13. 13. Use cheap, open tech; encourage DIY At the moment, we’re using Raspberry PIs and a few other bits and pieces for our “brains” in the box. We chose Pi because they have an educational mission, but also because their hardware has a great community, and is stable, and not *too* expensive. Encourage DIY: engineering, IoT, 3D digitisation, product development We are hoping that students will hack their own boxes together - as the kids get older and start taking classes about Design and Tech, maybe they can program their own box, even curating them from museums around the world… This comes back to those 21st Century skills I mentioned. There’s a bunch about appropriation and remixing and stuff like that - we want to encourage that behaviour here. Importantly too, we want to encourage people to create different content about their Museum in a Box.
  14. 14. Record your impression, narrative, counter-narrative This is our first version of an extension to the brain, where you can record your own content about the objects in the box. Teachers, in particular, like the idea that the box can also gather thinking and work about the objects. What would it be like if you were able to deliver content created by ten year olds to other ten years olds, and even in a another country?
  15. 15. Exponential increase in access? What happens to scarcity if you have thousands of museum object replicas? What if we are able to create recombinant, on-demand museum collections from around the world? What if a teacher can create her own collection for her class from the best international sources?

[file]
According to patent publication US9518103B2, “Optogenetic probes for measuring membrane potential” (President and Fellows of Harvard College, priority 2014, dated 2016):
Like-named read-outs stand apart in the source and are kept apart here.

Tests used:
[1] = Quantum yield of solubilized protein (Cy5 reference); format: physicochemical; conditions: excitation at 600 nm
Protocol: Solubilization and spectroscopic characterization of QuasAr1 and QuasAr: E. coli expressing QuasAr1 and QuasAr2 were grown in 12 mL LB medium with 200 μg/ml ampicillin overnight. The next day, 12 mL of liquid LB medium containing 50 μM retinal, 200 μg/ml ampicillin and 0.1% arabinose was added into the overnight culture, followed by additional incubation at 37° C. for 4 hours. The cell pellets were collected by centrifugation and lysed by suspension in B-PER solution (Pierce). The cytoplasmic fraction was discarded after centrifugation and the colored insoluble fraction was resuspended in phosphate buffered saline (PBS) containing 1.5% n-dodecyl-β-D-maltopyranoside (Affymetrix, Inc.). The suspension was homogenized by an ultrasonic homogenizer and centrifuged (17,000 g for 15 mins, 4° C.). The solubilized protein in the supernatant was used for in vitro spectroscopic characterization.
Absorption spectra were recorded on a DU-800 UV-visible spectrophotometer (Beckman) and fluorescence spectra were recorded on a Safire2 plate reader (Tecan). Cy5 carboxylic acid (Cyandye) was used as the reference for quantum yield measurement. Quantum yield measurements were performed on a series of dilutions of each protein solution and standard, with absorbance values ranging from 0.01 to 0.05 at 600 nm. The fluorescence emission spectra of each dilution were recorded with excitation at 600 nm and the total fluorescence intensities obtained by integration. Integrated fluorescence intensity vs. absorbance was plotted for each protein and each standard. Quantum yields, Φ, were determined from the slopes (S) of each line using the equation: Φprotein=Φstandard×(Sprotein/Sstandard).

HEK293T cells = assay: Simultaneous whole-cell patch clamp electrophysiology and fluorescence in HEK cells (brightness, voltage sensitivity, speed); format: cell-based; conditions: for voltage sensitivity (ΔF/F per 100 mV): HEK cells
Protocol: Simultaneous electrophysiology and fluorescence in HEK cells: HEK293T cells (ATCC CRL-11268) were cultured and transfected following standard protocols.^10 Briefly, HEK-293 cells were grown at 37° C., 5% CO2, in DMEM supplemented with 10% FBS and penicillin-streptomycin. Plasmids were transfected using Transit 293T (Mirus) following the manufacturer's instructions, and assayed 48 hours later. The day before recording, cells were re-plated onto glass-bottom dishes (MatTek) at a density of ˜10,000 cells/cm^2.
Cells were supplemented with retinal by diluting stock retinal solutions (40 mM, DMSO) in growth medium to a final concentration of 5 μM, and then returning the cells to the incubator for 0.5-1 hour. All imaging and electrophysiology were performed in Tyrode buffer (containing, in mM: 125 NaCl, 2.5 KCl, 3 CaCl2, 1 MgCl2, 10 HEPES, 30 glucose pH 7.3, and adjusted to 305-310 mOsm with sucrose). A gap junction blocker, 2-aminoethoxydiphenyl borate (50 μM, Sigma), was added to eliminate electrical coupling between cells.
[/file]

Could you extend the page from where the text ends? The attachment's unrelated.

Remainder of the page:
Our crazy vision is exponential increase in access to museum objects; imagining a box and its brain in every class in the UK… no, no, THE WORLD!!!
 
 Maybe it could be like “Spotify for Museums”.
  16. 16. Objects connected Did you ever play that game where you join two tin cans with a piece of string then talk to each other? Maybe an object could act as one end of a conversation… between students, or a student and a curator, or even an academic and a curator…
  17. 17. Objects come alive What would Hoa Hakananai’a, who is now kept at the British Museum, say to his lost and stolen friend who now lives at the Smithsonian Museum of Natural History? What new lives could objects have? What new stories could they tell? We believe that access is a form of preservation. The more people witness, or better yet, describe, or even touch an object, the more it is preserved.
  18. 18. Thanks!
 
 Museum in a Box: 
 tactile learning, greater access George Oates CEO & Co-founder @ Museum in a Box @ukglo glo@museuminabox.org @_museuminabox